8. Sahih Bukhari is the most prestigious collection of Sunni Islamic hadith. Here are the English translations of hadith I found in my perusal of this collection that deal with the topic of death penalty for apostasy:

    Narrated Ikrima: Ali burnt some people and this news reached Ibn Abbas, who said, “Had I been in his place I would not have burnt them, as the Prophet said, ‘Don’t punish (anybody) with Allah’s punishment.’ No doubt, I would have killed them, for the Prophet said, ‘If somebody (a Muslim) discards his religion, kill him.’” — The Translation of the Meanings of Sahih Al-Bukhari, Arabic-English, vol. 4, hadith #3017, page 159. See also hadith #6922 (vol. 9)

    Narrated Abu Burda: Abu Musa said, “I came to the Prophet along with two men (from the tribe of) of Ashariyun, one on my right and the other on my left, while Allah’s Messenger was brushing his teeth (with a Siwak) and both men asked him for some employment. … Behold! There was a fettered man besides Abu Musa. Mu’adh asked: “Who is this man?” Abu Musa said: “He was a Jew and became a Muslim and then reverted back to Judaism.” Then Musa requested Mu’adh to sit down but Mu’adh said, ‘I will not sit down till he has been killed. This is the judgment of Allah and His Messenger,’ and repeated it thrice. Then Abu Musa ordered that the man be killed, and he was killed” … — The Translation of the Meanings of Sahih Al-Bukhari, Arabic-English, vol. 9, hadith #6923, page 46. See also hadith #7157 (vol. 9)

    One of the explanations for the death penalty for apostasy in Islam is that abandoning Islam is not only considered the abandonment of a religion but also the betrayal of a people as a political community. It is considered not just an act of apostasy (as we know it) but also as an act of treason.

    Muslims will tell you that there is a scripture in the Qur’an that states “there is no compulsion in religion” … (“la iqraha fi din”) — but this verse is strictly interpreted to mean that people of other religions will not be forced to convert to Islam. It does not apply to people who have already chosen Islam or who have been born into Islam. If one follows Islamic teachings, they, in fact, are compelled to remain Muslims or face the death penalty.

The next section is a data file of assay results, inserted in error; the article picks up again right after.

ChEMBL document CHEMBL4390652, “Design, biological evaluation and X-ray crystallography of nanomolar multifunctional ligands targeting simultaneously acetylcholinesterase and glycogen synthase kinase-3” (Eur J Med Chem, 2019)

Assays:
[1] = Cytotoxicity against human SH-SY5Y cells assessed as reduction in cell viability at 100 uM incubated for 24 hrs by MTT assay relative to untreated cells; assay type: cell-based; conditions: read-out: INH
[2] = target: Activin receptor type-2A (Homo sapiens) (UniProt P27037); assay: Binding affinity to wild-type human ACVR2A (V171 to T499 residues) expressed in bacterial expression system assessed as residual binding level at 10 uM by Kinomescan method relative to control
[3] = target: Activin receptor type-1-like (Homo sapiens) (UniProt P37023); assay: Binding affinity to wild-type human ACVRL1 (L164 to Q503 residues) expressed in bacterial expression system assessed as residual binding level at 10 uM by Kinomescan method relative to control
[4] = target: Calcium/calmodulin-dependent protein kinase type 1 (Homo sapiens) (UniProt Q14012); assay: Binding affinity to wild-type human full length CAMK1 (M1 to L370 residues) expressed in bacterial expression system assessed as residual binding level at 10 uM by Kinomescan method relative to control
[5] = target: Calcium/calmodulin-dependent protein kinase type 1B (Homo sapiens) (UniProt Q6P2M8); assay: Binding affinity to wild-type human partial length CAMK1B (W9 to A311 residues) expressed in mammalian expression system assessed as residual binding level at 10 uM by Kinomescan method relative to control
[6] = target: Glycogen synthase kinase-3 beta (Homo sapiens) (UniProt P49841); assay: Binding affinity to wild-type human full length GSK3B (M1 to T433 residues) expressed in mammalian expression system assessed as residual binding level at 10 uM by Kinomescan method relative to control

Some will argue that this rarely happens or that the state governments of many countries do not support this — which may be true. But culturally and religiously, in a Muslim-majority country, there is no relief from this edict and it appears to me from the hadith that any Muslim is granted the right to carry out the penalty. These hadith are, in my opinion (I’d love to be wrong) a recipe for vigiliantism.

  9. S.P. Bailey says:

    This is really terrible, but when I first read about this trial—that an insanity defense might save this poor guy, I thought: “Crazy for Jesus!”

    I’m sorry. It just sounded like a bumper sticker you might see in the deep south.

  10. Ed, Very interesting take on blasphemy. Indeed, to say we know the mind and will of God on all things is really, really problematic and nigh-on idolatrous. For me anyway, ‘cos I really don’t know, though I have sometimes pretended I do. I believe, but only through the proverbial dark glass.

    But hey, I will confidently state this (thus breaking my own rule): God is not a petty, immature tyrant. The situation in Islam is unfortunate. (Thanks Mark, Danithew, S.P., John, and Kevin for excellent comments.) To the extent that we all make God into such in one degree or another is also unfortunate.

  11. Let us not forget:

    I, the Lord, will forgive whom I will forgive, but of you it is required to forgive all men (D&C 64:10)


  12. But culturally and religiously, in a Muslim-majority country, there is no relief from this edict and it appears to me from the hadith that any Muslim is granted the right to carry out the penalty.

    This is exactly the reason for restrictions on proselytizing to Muslims in European missions. Anyone can carry out the penalty. In Europe, this often means the immediate families of the “apostate.” What is wrong with a religious or cultural tradition in which a family is willing to kill its own son or daughter for choosing a different religion? This is something that the West should no longer ignore. The Afghan case is perhaps just what is needed to raise awareness of this aspect of Islam. People in Europe and the USA/Canada are asking about the merits of helping establish a democracy in Afghanistan that nevertheless still prohibits any freedom of religion. They are rightly appalled.